After a lot of posts about the Incas, it was time to get some fresh air… We go down therefore toward the South, and for the first time since one month (since Salta in Argentina) we are at an atlitude lower than 3,000m… Arequipa is sitting at 2,335m.
The journey from Cusco to Arequipa was pretty straight forward with a night bus.
We arrive at Arequipa at 6am of the morning. We have done our first travel in Peru with Cruz del Sur bus company. Good service, clean bus and mainly the internet booking make it easy especially because we can choose your seat and pick up the less expensive one. But the on-board internet was working better in Philippines…
Once arrived, we found a budget accomodation following the advice given to us by Alex and Marianne (the couple we met during our trip in Botswana and Zimbabwe). The hostel is pretty much opposite Santa Catalina Couvent, the most popular attraction of the city.
A cultural and intellectual city
Arequipa is the second largest city of Peru just behind Lima. It has been created in 1540 by the Marquis Don Francisco Pizarro.
If you want to compare it to Lima or Cusco, I would say the main differences are:
- It is a city where started most of the revolts in Peru
- It is a city famous for the people who were born there or lived there. They are mainly political, intellectual or political personalities.
For example, the man regarded as the father of modern rocketry science or even modern aeronautics, Pedro Paulet is born in Arequipa in 1874…
Please note that the whole historic center of the city has been declared as World cultural Heritage by UNESCO.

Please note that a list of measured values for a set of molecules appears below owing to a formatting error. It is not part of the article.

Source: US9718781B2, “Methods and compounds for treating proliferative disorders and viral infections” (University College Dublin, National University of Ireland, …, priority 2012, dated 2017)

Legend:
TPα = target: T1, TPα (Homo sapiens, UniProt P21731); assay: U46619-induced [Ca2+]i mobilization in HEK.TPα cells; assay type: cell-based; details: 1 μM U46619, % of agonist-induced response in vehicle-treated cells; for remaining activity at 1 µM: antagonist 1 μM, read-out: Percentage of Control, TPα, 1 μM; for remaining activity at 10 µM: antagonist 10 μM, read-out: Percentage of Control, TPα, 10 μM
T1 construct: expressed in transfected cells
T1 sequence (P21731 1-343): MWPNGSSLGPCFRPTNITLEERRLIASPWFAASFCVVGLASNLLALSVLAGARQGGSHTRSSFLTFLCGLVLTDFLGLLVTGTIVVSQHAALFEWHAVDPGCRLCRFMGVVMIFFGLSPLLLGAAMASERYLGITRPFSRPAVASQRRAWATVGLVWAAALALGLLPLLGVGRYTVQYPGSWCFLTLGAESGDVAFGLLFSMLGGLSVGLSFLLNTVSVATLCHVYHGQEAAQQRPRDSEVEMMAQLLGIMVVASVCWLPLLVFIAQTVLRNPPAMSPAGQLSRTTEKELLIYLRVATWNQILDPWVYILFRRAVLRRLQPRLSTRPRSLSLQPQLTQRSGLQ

We have done a tour of the market (not really as good as Cusco market), visit the Plazza de las Armas and the main historical buildings, and this is done.
Pictures of the market:
Pictures of the Plazza de las Armas and Arequipa historic streets:
Done for us to enjoy our hostal rooftop with a great view over the entire city:
The Peruvian gastronomy
At Arequipa, we join Daniel, an Australian traveller we have met for the first time at the Salar de Uyuni, then with whom we climbed the Huyana Potosi, visit Copacabana, not far from the Isla del Sol. When we visit a continent like South America, you tend to meet always the same people. An other example was the guy from Israel we met for the first time at Iguazu falls, seen him at the Salar d’Uyuni, then in La Paz, Copacabana and finally in Peru a few weeks later.
This is so with Daniel we will go visiting the Santa Catalina couvent, but before this, we went for something that Caroline was more than keen:
“Taste the famous Peruvian gastronomy”
We head up to ZigZag restaurant that Caroline had found. It prepares a franco-peruvian cuisine such as this meat trio (Porc, Beef and Alpaca) that we had. Alpaca is like lama but much more tastier.
Once full, we went for a bit less than 3 hours of intense visit within the walls of Santa Catalina couvent.
The world largest couvent
Indeed, with 20,000km2 it is quite large like a city within the city.
It is in 1570, so a bit more than 40 years after the arrival of the spanish in Arequipa that the Monasterio de Santa Catalina de Siena is built.
It has been built using volcanic tuff (the Misti volcano is not far). Unfortunately, Arequipa is located in a sismic area… In 1958 and 1960, the couvent had to be restaured following two disastrous earthquakes. The structure of the convent being too weak, the nuns had to move from the historic part to the northern corner where new walls were built. The historic part has been since 1970 opened to the general public. This convent could house up to 450 people.
It is in this convent that lived until 1686 (year of death) Sister Ana who has been canonized by Jean-Paul II in 1985.
Inside the convent, it is a crazy maze… where you can get lost if you don’t have a map with you. Walls are painted in blue, white or red… and you can enter the cells where the nuns used to live…
I let you discover a bit more through pictures below. On Tuesday and Thursady, the convent is opened from 8 am to 8pm which is quite good if you want to take some nights shoot. Don’t forget your tripod.
Blog you soon,